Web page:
Measuring 193 x 137 x 10mm and weighing 395g, the Fire HD has a sizable bezel around the edge of the glass-covered screen, while the back is finished in soft-touch plastic.

Amazon Kindle Fire HD

There is a power/screen lock button on the right edge along with a volume rocker, but they are small and set quite deeply into the chassis, making them difficult to locate and press when you first use the device.

With no buttons or branding on the front, we sometimes got a little disorientated, forgetting which way up we were holding the tablet and on which side the buttons were.

The 7in display of the Fire HD has a resolution of 1200 x 800 with a pixel density of 216ppi, equalling the Nexus 7 and beating the iPad mini, which is £110 more expensive.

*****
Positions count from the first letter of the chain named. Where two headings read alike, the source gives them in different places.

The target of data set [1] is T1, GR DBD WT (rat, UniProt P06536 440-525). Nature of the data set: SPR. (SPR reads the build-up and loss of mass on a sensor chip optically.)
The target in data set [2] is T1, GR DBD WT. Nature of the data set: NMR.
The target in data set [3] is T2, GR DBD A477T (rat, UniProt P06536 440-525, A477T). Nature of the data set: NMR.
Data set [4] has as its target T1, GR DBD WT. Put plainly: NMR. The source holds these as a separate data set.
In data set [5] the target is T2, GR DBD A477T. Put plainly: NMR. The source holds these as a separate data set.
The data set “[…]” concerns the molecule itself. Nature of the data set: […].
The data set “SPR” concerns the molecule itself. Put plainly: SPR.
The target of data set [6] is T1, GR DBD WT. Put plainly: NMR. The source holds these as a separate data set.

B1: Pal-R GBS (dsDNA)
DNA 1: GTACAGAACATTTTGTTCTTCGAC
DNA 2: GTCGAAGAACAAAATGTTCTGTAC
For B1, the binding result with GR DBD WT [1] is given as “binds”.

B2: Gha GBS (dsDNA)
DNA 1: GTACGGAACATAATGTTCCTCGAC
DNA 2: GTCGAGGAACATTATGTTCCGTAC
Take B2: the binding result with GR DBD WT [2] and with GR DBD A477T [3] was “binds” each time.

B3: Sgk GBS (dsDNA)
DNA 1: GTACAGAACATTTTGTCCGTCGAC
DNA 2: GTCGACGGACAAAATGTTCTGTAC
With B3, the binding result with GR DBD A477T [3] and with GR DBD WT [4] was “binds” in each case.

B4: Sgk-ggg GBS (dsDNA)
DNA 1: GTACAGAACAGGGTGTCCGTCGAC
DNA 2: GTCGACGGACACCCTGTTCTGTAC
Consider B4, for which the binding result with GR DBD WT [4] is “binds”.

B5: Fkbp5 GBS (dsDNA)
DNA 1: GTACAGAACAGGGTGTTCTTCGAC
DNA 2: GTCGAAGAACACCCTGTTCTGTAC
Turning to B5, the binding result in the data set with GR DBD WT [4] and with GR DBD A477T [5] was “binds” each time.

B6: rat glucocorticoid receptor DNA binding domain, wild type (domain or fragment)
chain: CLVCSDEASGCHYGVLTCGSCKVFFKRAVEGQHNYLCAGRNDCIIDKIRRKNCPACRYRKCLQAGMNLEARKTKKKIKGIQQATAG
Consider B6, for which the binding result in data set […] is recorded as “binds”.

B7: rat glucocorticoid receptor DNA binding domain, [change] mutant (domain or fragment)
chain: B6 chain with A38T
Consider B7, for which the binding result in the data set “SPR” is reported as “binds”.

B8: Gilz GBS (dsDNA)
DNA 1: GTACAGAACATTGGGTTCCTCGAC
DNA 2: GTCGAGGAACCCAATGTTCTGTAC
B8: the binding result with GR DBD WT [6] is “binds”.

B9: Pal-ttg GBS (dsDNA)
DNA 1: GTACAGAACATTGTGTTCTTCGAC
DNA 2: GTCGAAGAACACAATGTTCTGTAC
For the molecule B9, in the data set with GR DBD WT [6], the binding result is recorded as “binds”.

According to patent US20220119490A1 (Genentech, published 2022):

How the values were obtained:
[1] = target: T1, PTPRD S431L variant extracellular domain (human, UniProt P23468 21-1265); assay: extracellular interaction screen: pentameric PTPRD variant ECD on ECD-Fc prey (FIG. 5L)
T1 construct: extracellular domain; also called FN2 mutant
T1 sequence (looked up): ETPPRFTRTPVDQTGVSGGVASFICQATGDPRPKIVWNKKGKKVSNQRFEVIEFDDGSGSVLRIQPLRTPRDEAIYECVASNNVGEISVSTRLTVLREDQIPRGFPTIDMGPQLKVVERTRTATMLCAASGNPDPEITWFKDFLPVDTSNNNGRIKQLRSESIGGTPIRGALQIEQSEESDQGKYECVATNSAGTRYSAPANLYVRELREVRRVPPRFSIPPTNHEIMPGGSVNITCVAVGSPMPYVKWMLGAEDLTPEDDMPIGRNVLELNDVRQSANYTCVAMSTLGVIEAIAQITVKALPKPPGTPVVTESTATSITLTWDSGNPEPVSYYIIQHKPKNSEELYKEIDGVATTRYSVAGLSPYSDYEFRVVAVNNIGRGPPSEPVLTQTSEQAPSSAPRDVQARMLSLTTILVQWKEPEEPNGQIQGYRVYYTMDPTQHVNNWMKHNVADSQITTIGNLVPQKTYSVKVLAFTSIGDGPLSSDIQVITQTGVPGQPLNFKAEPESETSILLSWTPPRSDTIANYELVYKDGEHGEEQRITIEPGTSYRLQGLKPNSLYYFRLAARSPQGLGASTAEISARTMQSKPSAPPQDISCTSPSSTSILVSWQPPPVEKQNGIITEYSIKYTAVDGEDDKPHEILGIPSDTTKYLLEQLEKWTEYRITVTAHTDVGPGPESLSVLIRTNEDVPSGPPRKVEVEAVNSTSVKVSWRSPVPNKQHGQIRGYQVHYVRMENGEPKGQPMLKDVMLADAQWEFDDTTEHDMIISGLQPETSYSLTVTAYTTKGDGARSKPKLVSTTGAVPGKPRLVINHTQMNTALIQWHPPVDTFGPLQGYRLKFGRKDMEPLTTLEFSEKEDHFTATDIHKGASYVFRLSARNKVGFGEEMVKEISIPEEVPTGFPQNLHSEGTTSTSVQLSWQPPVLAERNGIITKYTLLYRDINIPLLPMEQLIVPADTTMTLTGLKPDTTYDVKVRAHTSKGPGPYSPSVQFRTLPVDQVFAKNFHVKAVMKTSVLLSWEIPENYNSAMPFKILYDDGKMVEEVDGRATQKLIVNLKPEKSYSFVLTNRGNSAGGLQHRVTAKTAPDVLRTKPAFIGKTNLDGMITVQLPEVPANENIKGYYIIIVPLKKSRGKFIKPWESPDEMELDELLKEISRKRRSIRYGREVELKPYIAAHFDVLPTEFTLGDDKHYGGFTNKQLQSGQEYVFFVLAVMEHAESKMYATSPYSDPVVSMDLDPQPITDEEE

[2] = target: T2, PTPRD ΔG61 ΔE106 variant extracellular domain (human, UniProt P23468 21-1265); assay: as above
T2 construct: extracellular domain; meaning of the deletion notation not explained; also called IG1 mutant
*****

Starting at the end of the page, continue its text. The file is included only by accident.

We were very impressed with the Fire HD's display. Everything looks pin-sharp, especially text, and Amazon has used a clever manufacturing technique similar to Apple's in-cell technology, removing an airgap between the display itself and a touch sensitive layer above it - this helps to reduce glare and improve touch feedback.

Overall, the Kindle Fire HD is a good-looking tablet with high build quality and good design, although the size of that screen bezel lets it down.

We understand why it's there - you need something to hold without accidentally touching the screen - but here it makes the display look much smaller than it is.

Inside, the Fire HD has a 1.2GHz dual-core processor running a heavily customised version of Android and it can be had with either 16GB or 32GB of storage, priced at £159 and £199 respectively.

There's no microSD card slot, so the storage cannot be increased.

In Part II, we address each tablet's software, content, and sum up what we've found.

Barnes & Noble Nook HD

Barnes and Noble Nook HD

With its friendly, rounded corners, soft plastic finish and user accounts for all the family, it's obvious to see that the Barnes & Noble Nook HD is the most family-friendly tablet on the market